Need a carburetor for an old Chevy? Try a junkyard. Need a few integrated circuits
for a brand-new F-22 fighter jet? That is a problem. No one produces them anymore.
Commercial manufacturers won’t touch such a small order—500 parts
over 10 years isn’t a moneymaker. So the Defense Department turned to
its in-house microelectronics manufacturer.
From behind the beige walls of a nondescript building on a former Air Force
base in Sacramento, Calif., the Defense Microelectronics Activity (DMEA) offers
a small but potent capability to reverse engineer, redesign, miniaturize and
manufacture small quantities of integrated circuits and memory chips.
DMEA has the ultimate niche market. With the spare-parts shortage certain to
grow as aging platforms suffer from aging electronics, the organization currently
has received or is managing $400 million worth of projects.
In addition to the Air Force F-22 air superiority fighter, DMEA’s list
of finished and ongoing programs includes electronic components for the B-2,
B-1 and B-52 bombers, the F-14 naval warplane, the C-5 cargo aircraft, as well
as the Army’s Apache Longbow gunship and the Multiple Launch Rocket System.
“Let’s say that you have an aircraft with a 40-year life. Probably
every five to seven years there will be a whole series of modifications,”
said DMEA deputy director Earl Hendricks. “Yet there is a very high likelihood
that there are significant numbers of integrated circuits that you can’t
The typical lifecycle for microelectronics is just 18 months, and commercial
manufacturers change their product lines every two or three years. The F-22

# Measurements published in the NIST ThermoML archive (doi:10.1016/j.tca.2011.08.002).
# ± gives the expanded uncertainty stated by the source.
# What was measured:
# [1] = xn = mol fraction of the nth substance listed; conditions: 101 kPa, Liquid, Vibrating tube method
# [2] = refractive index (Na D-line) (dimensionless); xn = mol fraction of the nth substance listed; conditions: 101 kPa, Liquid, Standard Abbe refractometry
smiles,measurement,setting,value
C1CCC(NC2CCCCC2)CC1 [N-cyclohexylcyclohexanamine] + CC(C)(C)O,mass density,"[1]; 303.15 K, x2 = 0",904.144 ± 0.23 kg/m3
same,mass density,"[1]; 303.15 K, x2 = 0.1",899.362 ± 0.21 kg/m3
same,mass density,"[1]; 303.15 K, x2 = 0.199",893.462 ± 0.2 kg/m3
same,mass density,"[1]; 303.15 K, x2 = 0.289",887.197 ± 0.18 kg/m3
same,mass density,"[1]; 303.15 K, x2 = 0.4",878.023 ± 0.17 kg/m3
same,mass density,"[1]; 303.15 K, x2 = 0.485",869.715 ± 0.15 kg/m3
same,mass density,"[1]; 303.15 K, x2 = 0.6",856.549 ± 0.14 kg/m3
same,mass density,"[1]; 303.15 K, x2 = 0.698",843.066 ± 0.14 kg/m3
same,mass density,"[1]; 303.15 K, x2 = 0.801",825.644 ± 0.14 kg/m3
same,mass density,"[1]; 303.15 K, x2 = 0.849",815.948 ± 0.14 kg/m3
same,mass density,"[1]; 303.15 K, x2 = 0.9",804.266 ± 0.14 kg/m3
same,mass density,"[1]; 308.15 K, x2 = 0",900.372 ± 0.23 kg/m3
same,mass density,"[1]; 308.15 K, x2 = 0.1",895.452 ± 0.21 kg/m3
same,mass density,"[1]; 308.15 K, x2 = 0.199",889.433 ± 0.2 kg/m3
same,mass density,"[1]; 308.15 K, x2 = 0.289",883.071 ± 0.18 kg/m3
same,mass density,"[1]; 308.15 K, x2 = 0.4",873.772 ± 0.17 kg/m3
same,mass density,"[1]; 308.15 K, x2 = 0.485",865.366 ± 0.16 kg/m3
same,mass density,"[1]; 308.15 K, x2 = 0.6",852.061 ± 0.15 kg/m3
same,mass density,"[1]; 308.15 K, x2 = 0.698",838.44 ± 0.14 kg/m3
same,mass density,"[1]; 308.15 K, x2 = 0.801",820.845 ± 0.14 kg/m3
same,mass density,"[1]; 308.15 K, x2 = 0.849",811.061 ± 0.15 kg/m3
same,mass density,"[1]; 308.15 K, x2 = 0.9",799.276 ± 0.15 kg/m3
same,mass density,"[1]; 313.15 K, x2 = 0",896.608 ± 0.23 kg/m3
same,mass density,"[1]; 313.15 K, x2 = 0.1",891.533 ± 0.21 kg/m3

has not even entered operational service, “and already we are redesigning
integrated circuits because the process line the components were designed on
was shut down,” Hendricks said.
DMEA’s niche is that its foundry can respond to small, custom orders
for microelectronics more cheaply and quickly than its commercial counterparts.
The F-22 needed only 500 parts to replace Application-Specific Integrated Circuits
(ASICs) in its power system, which spanned seven different power supplies, two
power conditioners and a power converter.
However, most commercial manufacturers require a minimum order of 20 to 25
wafers whose production can generate hundreds of thousands of parts. Though
not disclosing specific prices, Hendricks said orders such as for the F-22 might
cost as little as one-tenth the bill from a commercial foundry.
Hendricks also cited another case where a customer needed a batch of integrated
circuits. “The customer had a prime contractor who was going to do it,”
he recalls. “After spending quite a bit of time, it turned out that they
could only do it for a million and half dollars and 18 months. We did it in
five to seven months for $300,000 to $400,000.”
Yet equally important is the big stick of its manufacturing capability, which
drives down commercial prices. “There are numerous instances where a customer
comes to us and asks, ‘can you do this?’ Unbeknownst to us, they
have already gotten a quote from a contractor that’s out of their range,”
Hendricks said. “When we tell them what we can do time- and money-wise,
suddenly the contractor comes back with a much more reasonable figure.”
The president of one small defense contractor told National Defense that he
was surprised that DMEA could work so cheaply. One reason is that its labor
costs are paid for by the Defense Department. DMEA appropriations reached $14
million this year, plus another $6 million for capital equipment. Other costs,
such as materials, are picked up by the customer.
Yet Hendricks emphasized that DMEA works closely with private manufacturers,
especially for large orders. It works with six prime contractors to accommodate
Indefinite Delivery/Indefinite Quantity contracts.
Because weapons designers can only use technology current at the time, Hendricks
sees obsolete microelectronics as an inevitable part of the design process.
“They are beginning to understand that the parts that are being designed
are very likely to be unable to be bought in the future. There is no easy answer.”